Evaluation of myostatin as a possible regulator and marker of skeletal muscle-cortical bone interaction in adults.
J Bone Miner Metab. 2020 Oct 12;: Authors: Kuriyama N, Ozaki E, Koyama T, Matsui D, Watanabe I, Tomida S, Nagamitsu R, Hashiguchi K, Inaba M, Yamada S, Horii M, Mizuno S, Yoneda Y, Kurokawa M, Kobayashi D, Fukuda S, Iwasa K, Watanabe Y, Uehara R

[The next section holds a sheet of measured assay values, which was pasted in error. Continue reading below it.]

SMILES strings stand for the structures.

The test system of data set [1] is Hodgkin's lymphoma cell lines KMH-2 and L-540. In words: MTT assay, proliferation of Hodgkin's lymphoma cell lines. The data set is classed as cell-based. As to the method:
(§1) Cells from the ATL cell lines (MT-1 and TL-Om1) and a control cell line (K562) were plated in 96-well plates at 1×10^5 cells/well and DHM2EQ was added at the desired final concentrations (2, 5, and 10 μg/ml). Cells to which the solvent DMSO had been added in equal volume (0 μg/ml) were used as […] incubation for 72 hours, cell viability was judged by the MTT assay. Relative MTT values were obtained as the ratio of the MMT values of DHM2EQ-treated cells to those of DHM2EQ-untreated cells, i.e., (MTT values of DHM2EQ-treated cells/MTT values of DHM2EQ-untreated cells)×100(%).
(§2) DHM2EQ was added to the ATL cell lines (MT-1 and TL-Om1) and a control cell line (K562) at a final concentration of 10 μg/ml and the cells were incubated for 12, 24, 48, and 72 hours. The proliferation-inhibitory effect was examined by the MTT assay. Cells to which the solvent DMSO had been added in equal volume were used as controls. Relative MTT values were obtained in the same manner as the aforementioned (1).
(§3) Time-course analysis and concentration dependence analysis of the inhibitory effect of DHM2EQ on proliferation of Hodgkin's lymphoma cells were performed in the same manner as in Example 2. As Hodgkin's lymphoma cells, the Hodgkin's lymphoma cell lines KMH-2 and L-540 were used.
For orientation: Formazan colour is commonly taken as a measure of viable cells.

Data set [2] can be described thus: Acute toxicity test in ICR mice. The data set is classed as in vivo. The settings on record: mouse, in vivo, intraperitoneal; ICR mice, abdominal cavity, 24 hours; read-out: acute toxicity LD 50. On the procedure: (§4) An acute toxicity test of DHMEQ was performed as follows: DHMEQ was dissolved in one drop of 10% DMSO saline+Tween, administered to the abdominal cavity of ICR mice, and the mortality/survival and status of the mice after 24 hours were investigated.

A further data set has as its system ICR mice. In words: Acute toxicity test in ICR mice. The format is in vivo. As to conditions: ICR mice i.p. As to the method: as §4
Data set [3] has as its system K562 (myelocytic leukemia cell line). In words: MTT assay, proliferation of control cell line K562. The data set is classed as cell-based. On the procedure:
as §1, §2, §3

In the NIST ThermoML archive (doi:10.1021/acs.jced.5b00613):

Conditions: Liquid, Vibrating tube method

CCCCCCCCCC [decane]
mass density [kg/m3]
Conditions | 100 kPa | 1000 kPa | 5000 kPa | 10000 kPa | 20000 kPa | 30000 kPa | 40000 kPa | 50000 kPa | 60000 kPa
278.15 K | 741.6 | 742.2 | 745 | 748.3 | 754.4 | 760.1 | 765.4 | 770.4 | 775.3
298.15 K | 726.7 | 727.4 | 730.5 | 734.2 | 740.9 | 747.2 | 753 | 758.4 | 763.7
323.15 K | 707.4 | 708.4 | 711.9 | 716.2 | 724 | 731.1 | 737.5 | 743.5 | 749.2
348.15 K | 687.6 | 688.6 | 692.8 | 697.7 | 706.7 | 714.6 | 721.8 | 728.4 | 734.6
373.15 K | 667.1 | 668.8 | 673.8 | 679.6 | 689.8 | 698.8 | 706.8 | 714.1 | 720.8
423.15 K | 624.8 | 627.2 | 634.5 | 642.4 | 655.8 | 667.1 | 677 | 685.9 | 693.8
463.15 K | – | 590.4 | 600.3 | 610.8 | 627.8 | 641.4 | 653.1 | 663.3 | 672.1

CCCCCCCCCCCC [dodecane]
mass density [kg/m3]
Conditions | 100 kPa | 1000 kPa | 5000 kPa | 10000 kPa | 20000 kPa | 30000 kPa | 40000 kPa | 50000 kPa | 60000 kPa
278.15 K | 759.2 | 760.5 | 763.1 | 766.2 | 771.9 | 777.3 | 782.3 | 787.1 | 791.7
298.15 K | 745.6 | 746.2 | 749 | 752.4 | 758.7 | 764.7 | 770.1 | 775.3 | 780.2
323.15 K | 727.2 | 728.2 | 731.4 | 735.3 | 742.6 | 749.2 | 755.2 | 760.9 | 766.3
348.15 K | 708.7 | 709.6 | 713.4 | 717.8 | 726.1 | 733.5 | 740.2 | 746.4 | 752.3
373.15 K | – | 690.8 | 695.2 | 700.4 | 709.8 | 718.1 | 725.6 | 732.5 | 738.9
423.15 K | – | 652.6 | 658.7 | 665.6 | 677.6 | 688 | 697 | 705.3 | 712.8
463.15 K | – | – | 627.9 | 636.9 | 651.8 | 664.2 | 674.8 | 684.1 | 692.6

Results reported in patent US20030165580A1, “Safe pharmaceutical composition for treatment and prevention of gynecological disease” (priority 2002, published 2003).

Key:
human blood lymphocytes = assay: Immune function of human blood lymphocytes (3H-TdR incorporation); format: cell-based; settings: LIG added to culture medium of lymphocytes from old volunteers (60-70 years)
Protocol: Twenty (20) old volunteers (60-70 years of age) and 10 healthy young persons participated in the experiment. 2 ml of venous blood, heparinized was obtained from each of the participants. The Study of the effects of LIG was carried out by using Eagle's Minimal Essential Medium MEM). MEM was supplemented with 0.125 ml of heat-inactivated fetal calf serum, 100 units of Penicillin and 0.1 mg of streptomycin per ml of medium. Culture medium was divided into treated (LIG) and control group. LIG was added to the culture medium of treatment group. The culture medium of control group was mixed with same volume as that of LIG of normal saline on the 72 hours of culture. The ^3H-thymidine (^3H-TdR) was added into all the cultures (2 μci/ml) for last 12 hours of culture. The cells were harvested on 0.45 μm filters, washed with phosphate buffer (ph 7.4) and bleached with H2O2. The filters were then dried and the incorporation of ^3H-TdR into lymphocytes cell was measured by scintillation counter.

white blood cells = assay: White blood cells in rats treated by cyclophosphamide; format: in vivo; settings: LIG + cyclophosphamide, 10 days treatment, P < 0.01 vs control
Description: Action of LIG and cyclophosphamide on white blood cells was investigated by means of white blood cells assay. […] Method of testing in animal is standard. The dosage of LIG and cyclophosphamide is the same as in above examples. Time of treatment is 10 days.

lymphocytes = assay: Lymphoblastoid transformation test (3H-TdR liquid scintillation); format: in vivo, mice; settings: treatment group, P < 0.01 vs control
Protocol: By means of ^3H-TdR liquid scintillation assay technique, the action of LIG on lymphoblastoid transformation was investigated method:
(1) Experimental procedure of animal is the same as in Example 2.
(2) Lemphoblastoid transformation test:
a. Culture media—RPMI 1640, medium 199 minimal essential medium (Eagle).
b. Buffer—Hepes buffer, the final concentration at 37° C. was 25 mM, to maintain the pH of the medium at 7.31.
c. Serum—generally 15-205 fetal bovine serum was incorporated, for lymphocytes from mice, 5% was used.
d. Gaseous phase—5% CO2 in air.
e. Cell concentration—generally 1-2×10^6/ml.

INTRODUCTION: Bone mass was recently reported to be related to skeletal muscle mass in humans, and a decrease in cortical bone is a risk factor for osteoporosis. Because circulating myostatin is a factor that primarily controls muscle metabolism, this study examined the role of myostatin in bone mass-skeletal muscle mass interactions. METHODS: The subjects were 375 middle-aged community residents with no history of osteoporosis or sarcopenia who participated in a health check-up. Cortical bone thickness and cancellous bone density were measured by ultrasonic bone densitometry in a health check-up survey. The subjects were divided into those with low cortical bone thickness (LCT) or low cancellous bone density (LBD) and those with normal values (NCT/NBD). Bone metabolism markers (TRACP-5b, etc.), skeletal muscle mass, serum myostatin levels, and lifestyle were then compared between the groups. RESULTS: The percentage of diabetic participants, TRACP-5b, and myostatin levels were significantly higher, and the frequency of physical activity, skeletal muscle mass, grip strength, and leg strength were significantly lower in the LCT group than in the NCT group. The odds ratio (OR) of high myostatin levels in the LCT group compared with the NCT group was significant (OR 2.17) even after adjusting for related factors. Between the low cancellous bone density (LBD) and normal cancellous bone density (NBD) groups, significant differences were observed in the same items as between the LCT and NCT groups, but no significant differences were observed in skeletal muscle mass and blood myostatin levels. The myostatin level was significantly negatively correlated with cortical bone thickness and skeletal muscle mass. CONCLUSIONS: A decrease in cortical bone thickness was associated with a decrease in skeletal muscle mass accompanied by an increase in the blood myostatin level. Blood myostatin may regulate the bone-skeletal muscle relationship and serve as a surrogate marker of bone metabolism, potentially linking muscle mass to bone structure. PMID: 33044569 [PubMed - as supplied by publisher]